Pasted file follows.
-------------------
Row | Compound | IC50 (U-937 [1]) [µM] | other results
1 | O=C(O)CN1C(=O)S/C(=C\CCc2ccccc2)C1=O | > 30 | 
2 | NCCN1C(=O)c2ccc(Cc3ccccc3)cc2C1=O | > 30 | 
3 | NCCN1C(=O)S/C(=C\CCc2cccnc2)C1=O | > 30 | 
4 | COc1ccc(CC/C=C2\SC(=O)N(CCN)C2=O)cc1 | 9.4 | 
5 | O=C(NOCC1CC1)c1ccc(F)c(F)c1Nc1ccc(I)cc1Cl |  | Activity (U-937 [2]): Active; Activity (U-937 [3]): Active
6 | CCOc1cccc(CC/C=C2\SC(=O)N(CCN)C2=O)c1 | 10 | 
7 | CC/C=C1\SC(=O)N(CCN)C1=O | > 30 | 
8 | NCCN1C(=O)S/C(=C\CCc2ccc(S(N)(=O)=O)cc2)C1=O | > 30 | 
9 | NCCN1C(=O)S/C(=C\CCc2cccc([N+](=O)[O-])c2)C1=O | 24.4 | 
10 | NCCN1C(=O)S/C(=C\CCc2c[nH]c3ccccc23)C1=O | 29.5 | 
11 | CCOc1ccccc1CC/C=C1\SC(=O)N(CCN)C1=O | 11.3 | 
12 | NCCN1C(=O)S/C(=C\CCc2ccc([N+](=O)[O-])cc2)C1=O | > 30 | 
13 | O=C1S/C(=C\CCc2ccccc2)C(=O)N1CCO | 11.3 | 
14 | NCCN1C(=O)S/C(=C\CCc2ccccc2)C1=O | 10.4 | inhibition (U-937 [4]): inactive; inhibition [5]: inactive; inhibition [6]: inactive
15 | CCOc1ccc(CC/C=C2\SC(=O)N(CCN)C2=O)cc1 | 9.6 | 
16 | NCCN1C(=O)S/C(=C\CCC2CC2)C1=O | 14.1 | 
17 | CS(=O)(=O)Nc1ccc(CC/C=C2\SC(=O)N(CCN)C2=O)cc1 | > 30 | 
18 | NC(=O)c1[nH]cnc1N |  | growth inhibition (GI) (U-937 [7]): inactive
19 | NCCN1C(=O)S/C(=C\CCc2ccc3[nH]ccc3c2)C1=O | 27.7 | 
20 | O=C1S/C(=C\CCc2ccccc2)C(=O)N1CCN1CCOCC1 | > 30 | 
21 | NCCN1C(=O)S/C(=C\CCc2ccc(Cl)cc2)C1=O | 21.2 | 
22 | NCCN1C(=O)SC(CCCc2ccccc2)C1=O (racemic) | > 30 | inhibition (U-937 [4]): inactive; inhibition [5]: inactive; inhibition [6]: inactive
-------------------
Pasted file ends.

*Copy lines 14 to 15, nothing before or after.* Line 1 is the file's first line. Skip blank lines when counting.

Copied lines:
13 | O=C1S/C(=C\CCc2ccccc2)C(=O)N1CCO | 11.3 | 
14 | NCCN1C(=O)S/C(=C\CCc2ccccc2)C1=O | 10.4 | inhibition (U-937 [4]): inactive; inhibition [5]: inactive; inhibition [6]: inactive